How to Create Space for Returning Veterans  

Vet Pic

How do we reach out to our returning soldiers? It may not be immediately apparent how many veterans live, work, raise families, study, worship or play in a given community. A first step toward discovery:  Gather them together.

Several years ago, the Episcopal Diocese of Western Massachusetts began to reach out to veterans through its Building Bridges Veterans Initiative. At the outset, they recognized three realities:

  • Moral Injury: Too often, soldiers return not only with physical, but spiritual wounds that cannot be seen on the surface.
  • Polarizing Politics of War: Care for veterans can be problematic given the polarized political landscape in discussions of war and peace.
  • Homelessness: Despite governmental efforts to alleviate it, approximately 12% of veterans are homeless.

Where to begin? Two years ago, the Diocese launched a free community lunch for veterans, family and friends. When I visited recently, the Rev. Ali Brauner, Veteran’s Initiative Associate Director, described the lunch’s purpose:  to create a space for veterans, their families, and friends, to gather and tell stories about their experience. Every Wednesday, about 45-50 veterans gather at the World War II Center in Northampton, Massachusetts, the home of Smith College, to check in, share stories, and occasionally hear from a speaker about veteran’s issues.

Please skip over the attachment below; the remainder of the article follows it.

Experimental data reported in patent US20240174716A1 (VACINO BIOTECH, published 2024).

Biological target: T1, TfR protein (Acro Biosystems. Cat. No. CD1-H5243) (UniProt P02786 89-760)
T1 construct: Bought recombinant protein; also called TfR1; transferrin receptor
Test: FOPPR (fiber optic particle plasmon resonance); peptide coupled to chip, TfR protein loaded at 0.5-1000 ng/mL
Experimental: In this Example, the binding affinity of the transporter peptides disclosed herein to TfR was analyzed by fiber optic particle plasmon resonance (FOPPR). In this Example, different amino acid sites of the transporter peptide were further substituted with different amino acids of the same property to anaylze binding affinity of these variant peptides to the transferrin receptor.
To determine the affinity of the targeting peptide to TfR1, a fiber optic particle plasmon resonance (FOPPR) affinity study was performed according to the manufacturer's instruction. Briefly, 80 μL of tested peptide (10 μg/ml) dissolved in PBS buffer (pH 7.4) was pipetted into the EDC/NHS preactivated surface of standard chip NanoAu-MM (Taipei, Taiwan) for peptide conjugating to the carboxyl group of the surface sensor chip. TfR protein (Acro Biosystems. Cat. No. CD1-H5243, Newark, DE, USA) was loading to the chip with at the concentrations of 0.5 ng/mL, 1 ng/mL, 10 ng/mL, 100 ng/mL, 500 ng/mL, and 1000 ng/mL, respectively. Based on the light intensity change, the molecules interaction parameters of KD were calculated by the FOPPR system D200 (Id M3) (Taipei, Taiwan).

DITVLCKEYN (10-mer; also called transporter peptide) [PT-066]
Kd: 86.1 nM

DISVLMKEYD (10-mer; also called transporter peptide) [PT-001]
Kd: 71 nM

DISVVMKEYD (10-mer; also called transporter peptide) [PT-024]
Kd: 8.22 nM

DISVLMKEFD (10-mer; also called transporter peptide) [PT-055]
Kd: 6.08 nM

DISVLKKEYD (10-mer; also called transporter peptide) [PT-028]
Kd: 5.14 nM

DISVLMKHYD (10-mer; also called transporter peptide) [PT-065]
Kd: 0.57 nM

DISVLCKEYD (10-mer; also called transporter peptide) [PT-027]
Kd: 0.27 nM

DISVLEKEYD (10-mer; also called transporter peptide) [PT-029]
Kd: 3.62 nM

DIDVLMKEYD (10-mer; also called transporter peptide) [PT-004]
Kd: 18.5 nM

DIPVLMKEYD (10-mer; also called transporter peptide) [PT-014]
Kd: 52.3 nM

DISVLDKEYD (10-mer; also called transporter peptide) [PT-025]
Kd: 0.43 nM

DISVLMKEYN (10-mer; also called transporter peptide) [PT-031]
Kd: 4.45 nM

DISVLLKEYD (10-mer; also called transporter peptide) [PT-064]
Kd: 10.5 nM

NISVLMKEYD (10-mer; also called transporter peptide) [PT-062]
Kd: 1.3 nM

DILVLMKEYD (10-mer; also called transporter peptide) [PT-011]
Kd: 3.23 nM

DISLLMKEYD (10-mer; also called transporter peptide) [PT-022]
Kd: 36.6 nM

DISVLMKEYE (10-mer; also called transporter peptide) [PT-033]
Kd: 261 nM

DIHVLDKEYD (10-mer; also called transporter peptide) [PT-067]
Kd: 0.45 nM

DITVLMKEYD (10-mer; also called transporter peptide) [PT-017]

According the Chaplain David E. Smith, Coordinator of the Soul Care Initiative of JustPeace, “Telling personal stories about the experiences one has had during service or deployment is an important part of the wellness journey. Through exploration of these questions, you can navigate ways in which a safe space can be created for story sharing.”

He quotes psychiatrist Viktor Frankl: “Between stimulus and response there is a space. In that space is our power to choose our response. In our response lies our growth and freedom.”

Ideas for Creating Space For Veterans (from Soul Care Initiative)

  • Invite through face-to-face interaction
  • Create mutually agreed upon guidelines for engagement
  • Participate in online interaction
  • Provide a safe physical space
  • Invite supportive persons to participate
  • Design a mentorship program (veteran to veteran)
  • Provide opportunity for peer support from other veterans
  • Create networks: with other veterans, with congregations, with the pastor, with families, with the community
  • Provide means for story sharing: in person, in writing, in artwork, through playback theatre, through social media site.

On the Wednesday I attended lunch, the Building Bridges Initiative offered a simple but hearty menu:  meatloaf, mashed potatoes, salad, and pie. By providing a free meal,  a space to gather and a hearty welcome, the Diocese hopes to achieve what Frankl calls “a place for growth and freedom” for returning soldiers.

Photo:  Adam Baker, Soldiers.  4.7.2012.  Flickr Creative Commons.



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